Suicide rates rising, Davidson taking action
by Staff Writer
Suicide has always been a difficult topic of discussion, but after recent rise of suicide deaths in Davidson, the town has begun to push for more open conversations in hopes of reversing the unfortunate trend.
The stigma placed on suicides can often cause a damaging breakdown in communication. So, Davidson is forming a committee to shed light on suicide and mental health issues.
“Right now the steering committee will be focused on suicide,” says public information officer Christina Shaul. “But our overarching goal is to alleviate the stigma of mental health.”
The reason for the town’s push to bring the suicide discussion to the forefront is the unusually high and growing number of attempts and suicides that have occurred in the close-knit community.
According to the American Foundation for Suicide Prevention, there were 12 suicides per 100,000 people in 2009. In Davidson, there have been four suicide deaths in 2012, not including one resident who died by suicide outside of the town. With a population of approximately 10,000, that puts Davidson over three times the national average.
“What we generally find in these cases are individuals in a depressed state,” Davidson police detective Steve Ingram said. “Some are mental, some are substance abuse-related and those are generally the two that we see the most.”
However, Ingram noted that when investigating a possible suicide, it’s hard to find meaning from some of these cases. What they look for is what is referred to as a “significant emotional event” that may have triggered a person to consider suicide.
In 2010, Davidson had four suicide attempts and one death. Those numbers have grown with five attempts and two suicide deaths in 2011, and six attempts already this year.
“I don’t necessarily know that it has anything to do with Davidson per se,” Ingram said. “Charlotte has suicides all the time, but they are a bigger stage, while we are a smaller stage and it just may get a little bit more attention.”
Davidson isn’t the only Lake Norman town dealing with growing suicide rates. Huntersville also keeps tabs on the total number of suicide attempts, threats and deaths.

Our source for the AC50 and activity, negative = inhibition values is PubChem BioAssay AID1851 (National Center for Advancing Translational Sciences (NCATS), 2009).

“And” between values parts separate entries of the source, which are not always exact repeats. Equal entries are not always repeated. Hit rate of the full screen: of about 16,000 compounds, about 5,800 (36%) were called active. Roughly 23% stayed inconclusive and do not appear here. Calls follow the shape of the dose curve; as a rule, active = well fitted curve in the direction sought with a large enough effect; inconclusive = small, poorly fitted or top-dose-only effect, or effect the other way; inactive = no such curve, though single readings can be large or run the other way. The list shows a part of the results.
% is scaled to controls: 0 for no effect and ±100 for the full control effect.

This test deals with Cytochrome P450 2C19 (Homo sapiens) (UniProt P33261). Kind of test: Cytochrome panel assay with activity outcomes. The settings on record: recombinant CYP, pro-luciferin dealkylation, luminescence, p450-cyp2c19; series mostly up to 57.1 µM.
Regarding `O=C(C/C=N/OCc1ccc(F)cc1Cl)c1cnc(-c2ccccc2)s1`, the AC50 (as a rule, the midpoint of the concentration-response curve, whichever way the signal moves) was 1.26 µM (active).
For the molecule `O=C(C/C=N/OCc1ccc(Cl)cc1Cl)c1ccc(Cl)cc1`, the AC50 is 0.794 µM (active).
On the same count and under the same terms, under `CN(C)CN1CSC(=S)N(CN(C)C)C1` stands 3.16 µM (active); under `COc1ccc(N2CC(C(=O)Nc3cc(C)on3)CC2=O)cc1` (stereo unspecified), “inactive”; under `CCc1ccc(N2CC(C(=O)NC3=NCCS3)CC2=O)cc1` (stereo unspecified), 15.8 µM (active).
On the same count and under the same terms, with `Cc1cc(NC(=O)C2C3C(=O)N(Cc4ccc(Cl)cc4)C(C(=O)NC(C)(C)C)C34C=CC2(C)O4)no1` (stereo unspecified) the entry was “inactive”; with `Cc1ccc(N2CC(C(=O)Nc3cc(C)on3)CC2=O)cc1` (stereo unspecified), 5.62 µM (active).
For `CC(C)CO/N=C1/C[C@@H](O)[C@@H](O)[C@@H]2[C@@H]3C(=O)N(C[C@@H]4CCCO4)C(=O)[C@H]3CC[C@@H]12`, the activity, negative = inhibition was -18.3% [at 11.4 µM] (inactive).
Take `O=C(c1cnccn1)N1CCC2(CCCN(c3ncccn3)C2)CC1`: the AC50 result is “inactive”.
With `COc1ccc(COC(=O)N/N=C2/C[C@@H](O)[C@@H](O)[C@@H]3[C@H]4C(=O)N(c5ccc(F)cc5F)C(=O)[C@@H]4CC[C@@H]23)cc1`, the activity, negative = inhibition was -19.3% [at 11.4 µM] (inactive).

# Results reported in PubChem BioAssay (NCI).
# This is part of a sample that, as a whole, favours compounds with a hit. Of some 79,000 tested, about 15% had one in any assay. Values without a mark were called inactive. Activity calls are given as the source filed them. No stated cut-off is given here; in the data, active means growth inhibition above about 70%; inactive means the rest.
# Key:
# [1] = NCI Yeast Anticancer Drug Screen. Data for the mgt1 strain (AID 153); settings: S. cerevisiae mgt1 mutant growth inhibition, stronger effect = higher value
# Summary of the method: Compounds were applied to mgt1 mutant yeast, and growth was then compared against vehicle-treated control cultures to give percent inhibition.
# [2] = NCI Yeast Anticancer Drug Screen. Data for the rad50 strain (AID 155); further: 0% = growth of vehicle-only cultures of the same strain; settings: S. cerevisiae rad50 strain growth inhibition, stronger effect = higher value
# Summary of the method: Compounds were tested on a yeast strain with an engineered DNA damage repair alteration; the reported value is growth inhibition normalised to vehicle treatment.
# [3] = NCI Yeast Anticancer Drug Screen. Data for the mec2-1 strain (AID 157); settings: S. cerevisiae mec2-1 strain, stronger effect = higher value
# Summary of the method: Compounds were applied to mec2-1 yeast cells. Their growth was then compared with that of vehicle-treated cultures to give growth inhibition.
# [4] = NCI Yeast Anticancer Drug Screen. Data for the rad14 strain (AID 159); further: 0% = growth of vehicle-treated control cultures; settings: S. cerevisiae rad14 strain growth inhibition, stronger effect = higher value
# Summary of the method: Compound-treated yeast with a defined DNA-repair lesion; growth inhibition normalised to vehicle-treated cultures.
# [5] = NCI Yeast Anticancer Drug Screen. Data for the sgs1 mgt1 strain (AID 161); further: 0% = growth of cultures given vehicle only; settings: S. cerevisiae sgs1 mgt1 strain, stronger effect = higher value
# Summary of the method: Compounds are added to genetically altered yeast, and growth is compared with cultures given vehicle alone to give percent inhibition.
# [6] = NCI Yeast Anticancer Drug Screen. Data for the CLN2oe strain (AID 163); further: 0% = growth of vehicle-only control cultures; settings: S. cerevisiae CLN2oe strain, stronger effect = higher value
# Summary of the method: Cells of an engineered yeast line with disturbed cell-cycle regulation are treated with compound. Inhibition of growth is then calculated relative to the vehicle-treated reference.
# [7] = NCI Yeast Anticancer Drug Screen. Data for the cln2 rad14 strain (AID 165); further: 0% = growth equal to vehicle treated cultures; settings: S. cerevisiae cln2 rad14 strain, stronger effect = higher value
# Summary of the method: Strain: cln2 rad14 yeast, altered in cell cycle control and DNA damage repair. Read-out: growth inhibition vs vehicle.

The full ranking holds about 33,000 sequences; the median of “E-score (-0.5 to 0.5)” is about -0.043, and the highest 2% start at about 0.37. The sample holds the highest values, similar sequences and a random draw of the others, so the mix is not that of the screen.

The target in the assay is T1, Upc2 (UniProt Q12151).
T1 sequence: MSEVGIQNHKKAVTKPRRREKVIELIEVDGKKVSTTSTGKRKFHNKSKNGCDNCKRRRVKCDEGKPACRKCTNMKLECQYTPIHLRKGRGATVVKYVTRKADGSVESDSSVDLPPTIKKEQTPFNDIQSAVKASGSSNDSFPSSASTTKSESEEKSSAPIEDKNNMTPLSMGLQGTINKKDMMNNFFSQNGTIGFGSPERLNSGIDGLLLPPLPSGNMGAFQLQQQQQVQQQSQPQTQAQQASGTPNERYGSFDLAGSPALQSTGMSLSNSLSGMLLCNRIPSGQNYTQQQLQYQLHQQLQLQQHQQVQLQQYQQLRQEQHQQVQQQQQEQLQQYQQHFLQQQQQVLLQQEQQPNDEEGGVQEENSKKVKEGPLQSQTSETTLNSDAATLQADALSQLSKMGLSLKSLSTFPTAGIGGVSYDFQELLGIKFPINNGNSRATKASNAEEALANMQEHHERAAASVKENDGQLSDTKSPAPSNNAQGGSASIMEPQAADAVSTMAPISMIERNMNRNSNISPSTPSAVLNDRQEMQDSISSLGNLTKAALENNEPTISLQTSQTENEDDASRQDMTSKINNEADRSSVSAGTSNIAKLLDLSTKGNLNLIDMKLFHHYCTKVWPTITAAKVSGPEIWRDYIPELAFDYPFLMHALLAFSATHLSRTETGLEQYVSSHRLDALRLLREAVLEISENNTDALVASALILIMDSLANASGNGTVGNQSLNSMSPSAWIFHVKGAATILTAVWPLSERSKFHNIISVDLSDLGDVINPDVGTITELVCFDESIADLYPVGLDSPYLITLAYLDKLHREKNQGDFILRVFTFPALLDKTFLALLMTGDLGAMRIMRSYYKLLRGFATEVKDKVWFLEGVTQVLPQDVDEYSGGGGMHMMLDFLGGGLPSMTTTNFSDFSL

That number grew from 68 in 2010 to 73 last year. In 2012, it’s already at 52.
Betsy Shores, public information officer with the Cornelius Police Department, said they’ve counted 13 suicide deaths since Jan. 1, 2007 through Sept. 16 of this year.
Cornelius Detective Lt. Jennifer Thompson has responded to several suicide calls.
“Whether you know what happened before you get there or once you arrive on the scene, it’s a sad situation,” she said. “Especially when the family is there.”
Police usually rely on chaplains to console the family involved, Thompson said, but when one isn’t available, the officer must rely on past experiences.
“They’ve just lost a loved one and sometimes they had no idea this was coming,” she continued. “That’s when you rely on your experience. Maybe you’ve been on these calls before or maybe you’ve had personal experience.”
Last week was National Suicide Prevention Week, prompting Davidson Mayor John Woods to address the topic.
Woods announced at the Sept. 11 town board meeting that the town would create a steering committee to address suicide and mental health issues. The committee will be led by Commissioner Jim Fuller and includes members from the faith and mental health communities and from the school systems. Emily Buckner and Jeremy Cramarossa, two students from Hough High, are also part of the steering committee. The committee will hold its first meeting Friday Sept. 21, at 3pm.
“People seem to be a little more accustomed to a loss. It’s like students have gotten used to the fact that we will lose a friend at one point in the year,” Cramarossa said.
“One thing I believe that the steering committee will do is send out the communities’ support to others in need; to show that the town you live in cares about your mental health.”
“It’s a very difficult thing, especially when it involves children,” Ingram said.
“I know when we look at Twitter and Facebook, the kids use that as their sound stage. We’ll go out there and examine the contexts of the messages being said. If we need to interview those kids, we will. Just to see if there is any rhyme or reason why it has happened. There is never a good reason, but it does help to a degree, if we can pinpoint why something may have happened.”
While social media can be used as a tool for police officers to gather information, it can also be used as a weapon for bullies to attack their peers. Earlier in the year, a Hough High student took her life after allegedly being cyber-bullied.
“I like the fact that people are opening up about it and that it isn’t taboo any longer,” Ingram said.
“People are wanting to speak about it, get it out there in the open, and make a conscious effort to educate others. I don’t know if we could have prevented any of these instances, but I like the direction the town is choosing to take. If there was ever a need to get aggressive with something, this is one of those things. That tragedy reaches out and darkens a community.”